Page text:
The misconception is that it will stifle innovation and increase the cost of living. It is also seen in some quarters as unfair to ordinary people, especially small business owners, who will be heavily affected by the additional deduction of 0.5% on their transactions. There is another school of thought that the levy would undermine the government’s efforts to promote a cashless economy, as people may opt for cash transactions to avoid the additional charge, potentially leading to a cash shortage.

However, the merits outweigh these concerns. As Nigeria continues to embrace digital transformation, the need for robust cybersecurity measures has become more pressing than ever. In recent years, the country has witnessed a significant surge in cyberattacks, resulting in substantial financial losses and compromised sensitive information. To combat this growing threat, the introduction of a cybersecurity levy is a crucial step towards safeguarding Nigeria’s digital landscape.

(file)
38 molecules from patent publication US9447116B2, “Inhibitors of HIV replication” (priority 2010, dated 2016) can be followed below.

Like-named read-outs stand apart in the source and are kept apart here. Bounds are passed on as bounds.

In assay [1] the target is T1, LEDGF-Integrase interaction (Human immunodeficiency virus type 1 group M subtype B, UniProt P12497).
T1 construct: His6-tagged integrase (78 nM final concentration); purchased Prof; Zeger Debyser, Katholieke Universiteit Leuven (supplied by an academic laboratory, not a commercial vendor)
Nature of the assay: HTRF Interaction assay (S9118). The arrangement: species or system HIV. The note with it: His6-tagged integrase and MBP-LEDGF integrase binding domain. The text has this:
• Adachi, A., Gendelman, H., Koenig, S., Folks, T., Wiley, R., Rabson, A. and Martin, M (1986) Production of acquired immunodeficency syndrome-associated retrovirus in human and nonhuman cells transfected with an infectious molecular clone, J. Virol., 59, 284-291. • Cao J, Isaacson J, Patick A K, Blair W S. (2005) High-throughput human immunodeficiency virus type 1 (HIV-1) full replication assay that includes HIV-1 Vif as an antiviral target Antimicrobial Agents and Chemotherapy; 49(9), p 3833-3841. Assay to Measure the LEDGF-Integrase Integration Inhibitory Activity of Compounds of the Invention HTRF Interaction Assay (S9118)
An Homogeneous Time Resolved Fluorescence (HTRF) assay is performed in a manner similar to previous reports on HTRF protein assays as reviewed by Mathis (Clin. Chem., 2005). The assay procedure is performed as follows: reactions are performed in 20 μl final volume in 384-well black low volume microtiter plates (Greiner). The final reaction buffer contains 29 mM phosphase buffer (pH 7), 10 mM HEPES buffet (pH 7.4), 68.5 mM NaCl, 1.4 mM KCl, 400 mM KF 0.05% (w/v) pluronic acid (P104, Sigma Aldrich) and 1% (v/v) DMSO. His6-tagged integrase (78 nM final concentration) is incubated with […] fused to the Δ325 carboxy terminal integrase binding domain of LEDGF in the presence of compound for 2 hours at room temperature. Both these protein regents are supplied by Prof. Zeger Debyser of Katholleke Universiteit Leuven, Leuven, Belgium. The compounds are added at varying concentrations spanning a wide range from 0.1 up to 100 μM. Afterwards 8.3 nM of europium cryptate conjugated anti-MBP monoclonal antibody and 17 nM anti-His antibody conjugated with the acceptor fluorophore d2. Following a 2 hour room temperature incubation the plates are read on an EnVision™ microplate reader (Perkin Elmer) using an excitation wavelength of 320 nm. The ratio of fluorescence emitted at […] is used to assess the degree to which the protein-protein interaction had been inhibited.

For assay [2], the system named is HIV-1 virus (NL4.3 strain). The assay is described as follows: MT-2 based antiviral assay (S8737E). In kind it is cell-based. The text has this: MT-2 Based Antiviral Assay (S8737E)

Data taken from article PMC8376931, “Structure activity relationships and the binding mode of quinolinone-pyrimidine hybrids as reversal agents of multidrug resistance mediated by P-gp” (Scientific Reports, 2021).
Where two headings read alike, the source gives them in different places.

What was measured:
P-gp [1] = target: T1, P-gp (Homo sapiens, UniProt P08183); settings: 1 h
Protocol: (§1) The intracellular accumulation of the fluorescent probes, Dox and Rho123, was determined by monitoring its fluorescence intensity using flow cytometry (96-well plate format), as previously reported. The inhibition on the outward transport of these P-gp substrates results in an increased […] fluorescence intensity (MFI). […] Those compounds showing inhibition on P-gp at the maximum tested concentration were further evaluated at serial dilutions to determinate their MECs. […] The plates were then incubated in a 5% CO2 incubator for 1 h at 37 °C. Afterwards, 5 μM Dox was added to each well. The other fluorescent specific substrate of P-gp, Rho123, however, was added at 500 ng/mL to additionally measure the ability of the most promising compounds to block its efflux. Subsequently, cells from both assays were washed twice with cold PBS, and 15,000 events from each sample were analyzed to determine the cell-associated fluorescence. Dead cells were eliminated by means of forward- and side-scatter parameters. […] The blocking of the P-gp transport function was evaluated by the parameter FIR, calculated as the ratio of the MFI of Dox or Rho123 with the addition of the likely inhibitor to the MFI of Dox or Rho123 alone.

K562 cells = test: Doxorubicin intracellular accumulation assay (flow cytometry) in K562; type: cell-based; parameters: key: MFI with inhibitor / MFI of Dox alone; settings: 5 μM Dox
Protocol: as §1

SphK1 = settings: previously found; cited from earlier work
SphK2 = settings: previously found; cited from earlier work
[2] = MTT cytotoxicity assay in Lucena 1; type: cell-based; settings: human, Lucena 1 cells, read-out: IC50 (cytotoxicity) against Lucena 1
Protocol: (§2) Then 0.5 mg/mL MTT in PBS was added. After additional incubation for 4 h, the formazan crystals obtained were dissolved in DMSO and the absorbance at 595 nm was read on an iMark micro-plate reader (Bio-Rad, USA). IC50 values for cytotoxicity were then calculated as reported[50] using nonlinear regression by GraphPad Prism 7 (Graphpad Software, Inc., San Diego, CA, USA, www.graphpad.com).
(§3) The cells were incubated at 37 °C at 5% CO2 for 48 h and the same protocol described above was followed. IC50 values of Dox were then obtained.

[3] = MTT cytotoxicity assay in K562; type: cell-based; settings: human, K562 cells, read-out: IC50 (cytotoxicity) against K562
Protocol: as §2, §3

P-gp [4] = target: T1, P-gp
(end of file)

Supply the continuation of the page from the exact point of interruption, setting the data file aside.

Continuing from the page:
The cybersecurity levy is a small price to pay for the protection of our digital lives. By adopting this levy, Nigeria will be joining a league of nations that prioritise cybersecurity and recognise the importance of investing in digital security. The funds generated from the levy will be channelled towards enhancing cybersecurity infrastructure, supporting research and development, and promoting awareness campaigns to educate citizens on the importance of online safety.

The benefits of adopting the cybersecurity levy are multifaceted. Firstly, it will enhance the security of electronic transactions, protecting citizens and businesses from the financial and reputational damage caused by cyberattacks. Secondly, it will support the growth of Nigeria’s digital economy by creating a secure environment for online businesses to thrive. Thirdly, it will generate employment opportunities in the cybersecurity sector, contributing to the country’s economic growth.